The Health Ministry said the teen, identified as Ahmad Jihad al-Aydi, 17, from Gaza city, was seriously injured when an Israeli army sharpshooter shot him with a live round in the head, near the eastern border in central Gaza.

Accompanied by his father, the teen was eventually transferred to a Palestinian hospital in Ramallah, on April 24th, but he remained in a critical condition until he succumbed to his wounds.

In related news, the soldiers shot, on Sunday evening, three Palestinians with live fire, and caused many others to suffer the effects of teargas inhalation, east of the al-Boreij refugee camp, in central Gaza.

Also on Sunday, an Israeli army drone fired a missile at a site, north of Beit Lahia in the northern part of the coastal region, wounding four Palestinians.

On Saturday, August 4th, the Health Ministry in Gaza said a child, identified as Moath Ziad Soori, 15, died from serious wounds he suffered a day earlier, after Israeli soldiers shot him with live fire, during the Great Return March procession, east of the al-Boreij refugee camp, in central Gaza.

On the same day of his injury, the soldiers killed a Palestinian, identified as Ahmad Yahia Atallah Yaghi, 25, after shooting him east of the Zeitoun neighborhood, east of Gaza city, and injured 220 Palestinians, including 90 who were shot with live fire, in the Gaza Strip.

Their deaths bring the number of Palestinians, who were killed by Israeli army fire in the Gaza Strip since March 30th, 2018, to 158, while 17259 have been injured; 9071 of the wounded were moved to hospitals and 8188 received treatment in field clinics; 3279 of the injured are children, and 1553 are women.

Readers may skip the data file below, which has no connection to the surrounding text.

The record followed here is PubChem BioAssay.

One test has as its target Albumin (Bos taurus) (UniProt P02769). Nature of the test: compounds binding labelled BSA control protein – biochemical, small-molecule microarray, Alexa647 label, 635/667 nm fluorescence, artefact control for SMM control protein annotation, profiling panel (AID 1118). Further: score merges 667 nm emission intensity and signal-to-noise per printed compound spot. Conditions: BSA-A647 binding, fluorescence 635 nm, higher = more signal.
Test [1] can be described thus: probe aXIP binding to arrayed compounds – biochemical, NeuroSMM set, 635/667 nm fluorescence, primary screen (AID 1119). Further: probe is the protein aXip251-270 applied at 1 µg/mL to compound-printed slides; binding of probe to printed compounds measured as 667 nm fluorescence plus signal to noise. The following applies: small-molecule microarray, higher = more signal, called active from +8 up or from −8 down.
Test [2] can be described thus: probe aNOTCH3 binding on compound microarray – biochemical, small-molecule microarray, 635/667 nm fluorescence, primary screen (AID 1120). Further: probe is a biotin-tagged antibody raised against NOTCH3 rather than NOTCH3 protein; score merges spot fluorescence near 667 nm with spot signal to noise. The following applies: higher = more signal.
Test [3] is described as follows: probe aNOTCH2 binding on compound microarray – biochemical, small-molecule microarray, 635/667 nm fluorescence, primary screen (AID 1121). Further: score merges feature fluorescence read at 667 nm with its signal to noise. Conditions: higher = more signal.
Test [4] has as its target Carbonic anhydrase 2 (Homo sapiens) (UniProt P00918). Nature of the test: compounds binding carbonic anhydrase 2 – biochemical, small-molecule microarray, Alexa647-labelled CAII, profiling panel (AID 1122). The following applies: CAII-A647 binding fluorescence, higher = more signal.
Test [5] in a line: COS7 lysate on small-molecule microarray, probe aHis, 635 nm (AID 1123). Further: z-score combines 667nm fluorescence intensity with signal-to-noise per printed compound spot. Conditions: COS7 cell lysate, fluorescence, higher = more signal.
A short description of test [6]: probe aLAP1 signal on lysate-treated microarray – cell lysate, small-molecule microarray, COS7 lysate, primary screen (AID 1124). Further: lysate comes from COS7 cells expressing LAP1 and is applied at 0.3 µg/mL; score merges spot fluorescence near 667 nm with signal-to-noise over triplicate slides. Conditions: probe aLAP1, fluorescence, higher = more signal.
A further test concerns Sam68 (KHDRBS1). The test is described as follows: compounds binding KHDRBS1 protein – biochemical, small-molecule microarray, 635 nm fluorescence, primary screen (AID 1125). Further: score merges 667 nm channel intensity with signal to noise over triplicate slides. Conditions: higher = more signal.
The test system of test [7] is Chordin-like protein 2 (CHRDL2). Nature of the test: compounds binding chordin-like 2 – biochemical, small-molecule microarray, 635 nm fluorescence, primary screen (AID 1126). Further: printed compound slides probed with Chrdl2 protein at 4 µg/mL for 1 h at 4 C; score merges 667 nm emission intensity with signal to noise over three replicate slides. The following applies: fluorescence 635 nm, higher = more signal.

Twenty-three of the slain Palestinians are children, in addition to three women, including a medic, identified as Razan Ashraf Najjar, 22.

There are 404 wounded Palestinians who are still in critical conditions, while 4141 suffered moderate wounds and 4354 suffered mild injuries.

The soldiers also killed another medic, identified as Mousa Abu Hassanein, 36, and caused damage to 59 Palestinian ambulances.

Furthermore, the army killed two journalists, identified as Yasser Mortaja, 30, and Ahmad Abu Hussein, 25, and wounded 144 others.

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San Fransisco Jews Menace Women in Black


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By Cicilie Surasky 

On June 6th, 2010, peace activists including members of Bay Area Women in Black and Jewish Voice for Peace held a silent vigil outside the main entrance to the San Francisco Jewish Community Federation’s annual “Israel in the Gardens” celebration. The peace activists called for an end to Israel’s occupation of Palestinian Territories and an end to the siege on Gaza. Their silent, dignified march was greeted by members of StandWithUs/SF Voice for Israel and other affiliates who called them “kapos” (concentration camp prisoners who carried out Nazi orders on other prisoners) and suggested that Israel should “sink the next flotilla with you on it.”  One man made repeated explicit threats against the peace activists and their families and used a camera to take pictures. No one from StandWithUs/SF Voice for Israel intervened. Rather, they kept up their vicious and abusive chants which included, according to multiple witnesses:

“Nazi, Nazi, Nazi!” – this done as a group chant